Nylander’s OT penalty shot sends Blackhawks to another loss

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The Chicago Blackhawks and Toronto Maple Leafs both entered Wednesday’s game mired in slumps, and, well, somebody had to win this one.

That somebody turned out to be the Toronto Maple Leafs in overtime, 3-2, thanks to a William Nylander penalty shot just six seconds into the extra period.

Right off the opening faceoff Nylander found himself on a breakaway only to have his shot attempt disrupted by a Duncan Keith slash.

Nylander was awarded the penalty shot and beat Blackhawks goaltender Jeff Glass for the goal.

For Nylander it was his 10th goal of the season and snapped what had been a five-game goal drought. It was also just his second goal in the past 12 games.

The Maple Leafs held a 2-1 lead midway through the third period and lost it when Nick Schmaltz scored to tie the game on a controversial goal that was reviewed for goaltender interference. As Schmaltz scored, Blackhawks forward Artem Anisimov fell on top of Maple Leafs goalie Frederik Andersen. Toronto coach Mike Babcock immediately challenged the play for goaltender interference but the play was upheld.

Here is a look at it. Judge for yourself if it should have counted.

While the Maple Leafs are pretty solid in their playoff position after Wednesday’s win (they are now 13 points ahead of the fourth-place team in the Atlantic Division), it is a completely different story for the Blackhawks.

The big story for them is that they have now lost four games in a row and five of their past six.

They are 4-9-1 over the past month and even with the point they picked up on Wednesday night still sit six points out of the second Wild Card spot in the Western Conference with still four teams ahead of them.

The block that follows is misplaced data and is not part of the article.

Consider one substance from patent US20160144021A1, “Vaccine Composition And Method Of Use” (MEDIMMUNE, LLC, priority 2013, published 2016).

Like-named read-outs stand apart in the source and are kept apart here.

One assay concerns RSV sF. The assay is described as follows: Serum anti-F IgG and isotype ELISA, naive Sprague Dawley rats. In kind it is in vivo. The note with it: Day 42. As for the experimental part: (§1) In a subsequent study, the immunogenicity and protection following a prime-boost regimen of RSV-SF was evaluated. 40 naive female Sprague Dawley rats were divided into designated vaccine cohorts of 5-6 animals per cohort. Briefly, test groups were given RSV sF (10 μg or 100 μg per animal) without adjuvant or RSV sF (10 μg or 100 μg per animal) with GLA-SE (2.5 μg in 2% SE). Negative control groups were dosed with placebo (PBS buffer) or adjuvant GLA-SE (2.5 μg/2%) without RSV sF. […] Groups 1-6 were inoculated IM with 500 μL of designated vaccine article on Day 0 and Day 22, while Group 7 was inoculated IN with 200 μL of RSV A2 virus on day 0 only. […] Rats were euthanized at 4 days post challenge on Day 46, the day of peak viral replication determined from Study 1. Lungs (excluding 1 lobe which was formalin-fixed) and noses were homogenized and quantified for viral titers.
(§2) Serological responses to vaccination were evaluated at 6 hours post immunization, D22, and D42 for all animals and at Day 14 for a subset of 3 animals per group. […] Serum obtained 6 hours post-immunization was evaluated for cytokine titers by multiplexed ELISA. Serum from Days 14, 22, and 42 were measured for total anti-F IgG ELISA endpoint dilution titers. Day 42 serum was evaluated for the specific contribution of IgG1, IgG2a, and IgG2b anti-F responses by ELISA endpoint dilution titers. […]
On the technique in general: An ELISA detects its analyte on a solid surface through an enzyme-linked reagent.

Getting at least one point helps a little, but it is not going to be anywhere enough. They need wins. A lot of them. They need to start getting them fast.

It is not just the point deficit that is the problem, it is the fact we are beyond the halfway point of the season and there are still a number of teams ahead of them. Those points are almost impossible to make up at this point in the season.

After Wednesday’s game the Blackhawks have 51 points through their first 48 games of the season. Over the past five 82-game seasons (skipping over the 2012-13 lockout season) there have been 70 teams that had 52 points or less through their first 48 games. Only 10 of them ended up making the playoffs. That is less than 15 percent. If you’re a Blackhawks fan and want to feel a little optimistic after Wednesday’s game, that extra point did help a little because had they not gained it and been stuck on 50 points through 48 games. Only seven percent of those teams made the playoffs over that stretch.

That is the mountain the Blackhawks are facing right now, and they are still without their starting goalie for the foreseeable future.

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Adam Gretz is a writer for Pro Hockey Talk on NBC Sports. Drop him a line at phtblog@nbcsports.com or follow him on Twitter @AGretz.

P.K. Subban gets a warm tribute during his return to Nashville

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It would have been silly for Nashville Predators fans to boo P.K. Subban during his return to “Smashville.”

Subban didn’t choose to be traded from Montreal to Nashville, and he didn’t elect to be sent from Nashville to the New Jersey Devils, either.

Sports fans aren’t always so rational, though. Really, it makes sense: spending so much money, time, and emotional energy on a game isn’t exactly the most rational thing to do. So there was some concern about how Subban would be received, especially since he’s already booed in an honestly uncomfortably large number of NHL arenas already.

Subban and others can breathe a sigh of relief, though, as while not everyone greeted Subban with open arms in as literal a way as Roman Josi did with their hug on Saturday, the team gave Subban a fantastic welcome back tribute video: